The French presidency said Wednesday that it was in talks to loan the Bayeux Tapestry to Britain, but that the 11th-century embroidery would not be transferred before 2020.
French President Emmanuel Macron is expected to announce the proposed loan of the tapestry, which depicts the Norman Conquest of England in 1066, during a visit to Britain on Thursday.
The 70-metre-long (230 feet) artwork has rarely been moved from the museum in the northern Normandy city of Bayeux. It was displayed in Paris in 1804 and again briefly at the Louvre in 1945.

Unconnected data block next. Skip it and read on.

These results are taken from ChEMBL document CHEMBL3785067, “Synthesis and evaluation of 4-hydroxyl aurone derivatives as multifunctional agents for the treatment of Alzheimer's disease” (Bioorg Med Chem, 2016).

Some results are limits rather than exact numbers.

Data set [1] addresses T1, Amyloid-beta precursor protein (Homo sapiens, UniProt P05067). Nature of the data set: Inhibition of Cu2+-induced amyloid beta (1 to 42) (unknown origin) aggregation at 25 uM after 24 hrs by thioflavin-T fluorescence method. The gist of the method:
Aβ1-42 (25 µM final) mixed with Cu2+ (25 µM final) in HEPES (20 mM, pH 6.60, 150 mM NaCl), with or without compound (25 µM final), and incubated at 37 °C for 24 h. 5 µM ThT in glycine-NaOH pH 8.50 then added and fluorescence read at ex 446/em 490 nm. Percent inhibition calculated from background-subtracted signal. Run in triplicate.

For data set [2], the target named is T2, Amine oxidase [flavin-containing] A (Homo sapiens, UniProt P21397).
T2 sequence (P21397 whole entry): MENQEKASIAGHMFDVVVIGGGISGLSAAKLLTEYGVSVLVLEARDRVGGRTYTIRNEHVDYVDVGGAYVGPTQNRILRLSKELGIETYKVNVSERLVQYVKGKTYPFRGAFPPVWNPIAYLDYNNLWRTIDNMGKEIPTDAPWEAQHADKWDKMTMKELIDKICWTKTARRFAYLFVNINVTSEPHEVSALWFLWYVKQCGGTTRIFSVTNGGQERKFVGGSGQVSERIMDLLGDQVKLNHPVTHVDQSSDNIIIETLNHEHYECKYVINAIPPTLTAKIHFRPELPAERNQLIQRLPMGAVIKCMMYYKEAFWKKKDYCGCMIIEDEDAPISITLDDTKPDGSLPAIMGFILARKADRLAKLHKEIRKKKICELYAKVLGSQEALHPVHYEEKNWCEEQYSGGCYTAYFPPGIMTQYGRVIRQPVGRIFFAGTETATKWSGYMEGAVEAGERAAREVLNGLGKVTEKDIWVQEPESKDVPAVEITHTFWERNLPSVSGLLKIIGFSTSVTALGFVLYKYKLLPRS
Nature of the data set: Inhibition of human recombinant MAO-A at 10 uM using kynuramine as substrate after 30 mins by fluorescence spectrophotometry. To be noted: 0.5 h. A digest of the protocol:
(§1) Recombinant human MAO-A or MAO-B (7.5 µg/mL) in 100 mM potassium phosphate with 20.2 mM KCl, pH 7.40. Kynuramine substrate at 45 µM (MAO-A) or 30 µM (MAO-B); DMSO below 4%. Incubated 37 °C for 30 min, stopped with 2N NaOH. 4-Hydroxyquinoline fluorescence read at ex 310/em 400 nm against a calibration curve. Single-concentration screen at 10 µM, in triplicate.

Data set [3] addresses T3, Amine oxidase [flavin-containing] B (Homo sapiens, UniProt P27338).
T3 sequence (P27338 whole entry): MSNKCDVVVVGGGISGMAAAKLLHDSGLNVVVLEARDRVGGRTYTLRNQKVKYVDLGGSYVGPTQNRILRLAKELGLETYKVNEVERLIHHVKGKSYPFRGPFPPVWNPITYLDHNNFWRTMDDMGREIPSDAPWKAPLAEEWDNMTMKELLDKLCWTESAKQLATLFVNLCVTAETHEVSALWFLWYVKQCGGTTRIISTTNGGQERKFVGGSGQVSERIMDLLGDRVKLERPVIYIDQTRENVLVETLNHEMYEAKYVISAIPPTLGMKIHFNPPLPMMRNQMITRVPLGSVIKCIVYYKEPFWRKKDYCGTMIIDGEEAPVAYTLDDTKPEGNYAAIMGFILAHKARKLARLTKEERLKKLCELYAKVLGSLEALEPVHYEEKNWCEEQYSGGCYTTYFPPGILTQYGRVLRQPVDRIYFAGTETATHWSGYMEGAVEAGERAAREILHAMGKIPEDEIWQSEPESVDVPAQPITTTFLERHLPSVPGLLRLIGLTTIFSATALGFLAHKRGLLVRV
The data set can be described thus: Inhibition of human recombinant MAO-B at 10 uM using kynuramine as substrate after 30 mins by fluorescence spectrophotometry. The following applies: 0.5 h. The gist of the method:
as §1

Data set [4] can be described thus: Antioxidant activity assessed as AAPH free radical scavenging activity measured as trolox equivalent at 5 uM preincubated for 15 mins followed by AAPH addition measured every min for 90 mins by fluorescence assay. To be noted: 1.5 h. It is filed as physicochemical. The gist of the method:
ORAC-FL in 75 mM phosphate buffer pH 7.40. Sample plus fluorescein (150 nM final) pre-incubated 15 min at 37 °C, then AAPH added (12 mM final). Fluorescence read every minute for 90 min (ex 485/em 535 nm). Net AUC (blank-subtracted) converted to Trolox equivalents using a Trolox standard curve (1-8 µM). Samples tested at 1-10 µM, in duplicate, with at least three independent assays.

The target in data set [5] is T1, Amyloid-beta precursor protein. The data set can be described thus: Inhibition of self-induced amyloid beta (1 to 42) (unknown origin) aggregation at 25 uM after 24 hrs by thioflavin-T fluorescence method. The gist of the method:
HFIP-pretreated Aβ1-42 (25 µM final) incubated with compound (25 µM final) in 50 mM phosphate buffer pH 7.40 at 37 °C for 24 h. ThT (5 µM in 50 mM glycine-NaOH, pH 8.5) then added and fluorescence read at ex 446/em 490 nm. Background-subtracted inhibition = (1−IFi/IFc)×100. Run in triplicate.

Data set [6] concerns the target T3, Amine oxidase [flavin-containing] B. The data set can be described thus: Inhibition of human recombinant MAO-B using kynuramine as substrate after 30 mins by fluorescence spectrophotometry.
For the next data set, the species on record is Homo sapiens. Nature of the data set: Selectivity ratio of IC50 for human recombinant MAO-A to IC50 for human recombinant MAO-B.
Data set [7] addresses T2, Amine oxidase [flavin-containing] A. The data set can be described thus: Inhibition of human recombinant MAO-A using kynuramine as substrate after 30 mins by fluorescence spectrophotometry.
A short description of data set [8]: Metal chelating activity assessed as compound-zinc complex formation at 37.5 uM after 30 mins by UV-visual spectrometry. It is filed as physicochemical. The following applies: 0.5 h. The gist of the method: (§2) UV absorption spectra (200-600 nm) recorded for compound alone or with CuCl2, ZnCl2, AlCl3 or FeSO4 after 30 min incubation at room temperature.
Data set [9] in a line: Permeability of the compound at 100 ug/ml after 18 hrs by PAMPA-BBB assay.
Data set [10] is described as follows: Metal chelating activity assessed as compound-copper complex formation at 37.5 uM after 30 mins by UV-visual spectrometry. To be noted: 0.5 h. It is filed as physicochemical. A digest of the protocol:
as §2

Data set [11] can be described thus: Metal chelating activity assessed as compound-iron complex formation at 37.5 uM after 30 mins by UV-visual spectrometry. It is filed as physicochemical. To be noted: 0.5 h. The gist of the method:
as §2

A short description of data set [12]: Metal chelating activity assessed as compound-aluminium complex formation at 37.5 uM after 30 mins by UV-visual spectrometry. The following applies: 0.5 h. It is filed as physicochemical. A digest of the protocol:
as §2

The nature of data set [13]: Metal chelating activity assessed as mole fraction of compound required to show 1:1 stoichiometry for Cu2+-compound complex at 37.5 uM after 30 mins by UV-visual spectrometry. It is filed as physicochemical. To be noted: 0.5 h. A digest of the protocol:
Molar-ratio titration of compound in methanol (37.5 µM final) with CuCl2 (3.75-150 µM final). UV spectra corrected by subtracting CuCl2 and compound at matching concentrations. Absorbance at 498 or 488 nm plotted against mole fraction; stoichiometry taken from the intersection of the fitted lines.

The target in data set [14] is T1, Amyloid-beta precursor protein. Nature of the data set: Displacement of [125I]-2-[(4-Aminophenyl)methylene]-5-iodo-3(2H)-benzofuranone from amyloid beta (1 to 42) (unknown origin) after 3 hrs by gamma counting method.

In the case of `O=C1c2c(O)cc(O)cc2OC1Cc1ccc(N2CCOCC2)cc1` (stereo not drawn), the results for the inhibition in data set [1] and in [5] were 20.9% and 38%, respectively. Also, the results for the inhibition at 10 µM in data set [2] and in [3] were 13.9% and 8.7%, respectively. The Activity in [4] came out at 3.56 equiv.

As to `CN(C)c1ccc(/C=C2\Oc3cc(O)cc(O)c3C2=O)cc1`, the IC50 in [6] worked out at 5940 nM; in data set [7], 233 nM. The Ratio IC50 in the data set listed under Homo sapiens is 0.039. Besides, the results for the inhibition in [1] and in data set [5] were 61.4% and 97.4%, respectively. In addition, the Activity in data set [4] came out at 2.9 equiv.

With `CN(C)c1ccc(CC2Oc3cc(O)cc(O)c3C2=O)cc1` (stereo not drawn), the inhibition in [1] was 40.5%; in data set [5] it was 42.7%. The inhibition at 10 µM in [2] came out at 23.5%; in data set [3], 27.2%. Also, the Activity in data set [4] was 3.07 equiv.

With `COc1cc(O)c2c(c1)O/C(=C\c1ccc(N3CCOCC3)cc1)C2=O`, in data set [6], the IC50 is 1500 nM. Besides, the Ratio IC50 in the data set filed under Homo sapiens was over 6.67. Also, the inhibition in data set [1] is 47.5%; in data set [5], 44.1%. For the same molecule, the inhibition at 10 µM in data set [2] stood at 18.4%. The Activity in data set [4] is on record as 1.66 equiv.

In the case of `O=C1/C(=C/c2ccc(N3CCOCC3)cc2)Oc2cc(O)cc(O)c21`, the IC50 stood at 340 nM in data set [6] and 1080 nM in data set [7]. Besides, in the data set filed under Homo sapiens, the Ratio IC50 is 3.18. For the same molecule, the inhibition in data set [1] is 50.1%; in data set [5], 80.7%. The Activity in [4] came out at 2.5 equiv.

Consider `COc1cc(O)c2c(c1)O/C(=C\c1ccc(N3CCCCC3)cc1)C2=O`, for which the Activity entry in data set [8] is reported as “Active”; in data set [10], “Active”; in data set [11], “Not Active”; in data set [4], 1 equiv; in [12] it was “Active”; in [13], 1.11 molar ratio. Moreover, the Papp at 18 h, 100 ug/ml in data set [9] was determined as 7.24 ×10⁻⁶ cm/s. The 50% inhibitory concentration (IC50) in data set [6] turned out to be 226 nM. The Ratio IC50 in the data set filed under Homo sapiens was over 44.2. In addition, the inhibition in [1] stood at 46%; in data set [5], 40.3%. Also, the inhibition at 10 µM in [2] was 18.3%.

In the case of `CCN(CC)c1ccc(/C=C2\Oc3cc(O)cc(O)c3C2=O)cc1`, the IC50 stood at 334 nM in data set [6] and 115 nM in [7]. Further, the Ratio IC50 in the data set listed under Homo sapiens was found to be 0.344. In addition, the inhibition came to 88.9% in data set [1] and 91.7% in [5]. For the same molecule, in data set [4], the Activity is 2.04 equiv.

An official in Macron’s office said “it will not be before 2020 because it’s an extremely fragile cultural treasure which will be subject to major restoration work before being transported anywhere.”
The Bayeux tapestry, which dates from around 1077, depicts the Battle of Hastings in 1066 when William the Conqueror from France defeated English forces at the Battle of Hastings.
The Times reported earlier that preparations for the relocation were under way following months of discussions between cultural officials in both countries, but it is contingent on tests showing the embroidery can be moved safely.
No decision has been made about where it would be displayed during the loan, The Times said, citing British officials.
Macron will hold talks with May at a Britain-France summit at Sandhurst, a British military academy, later this week, with cooperation on various issues set to be discussed.
Source: News Agencies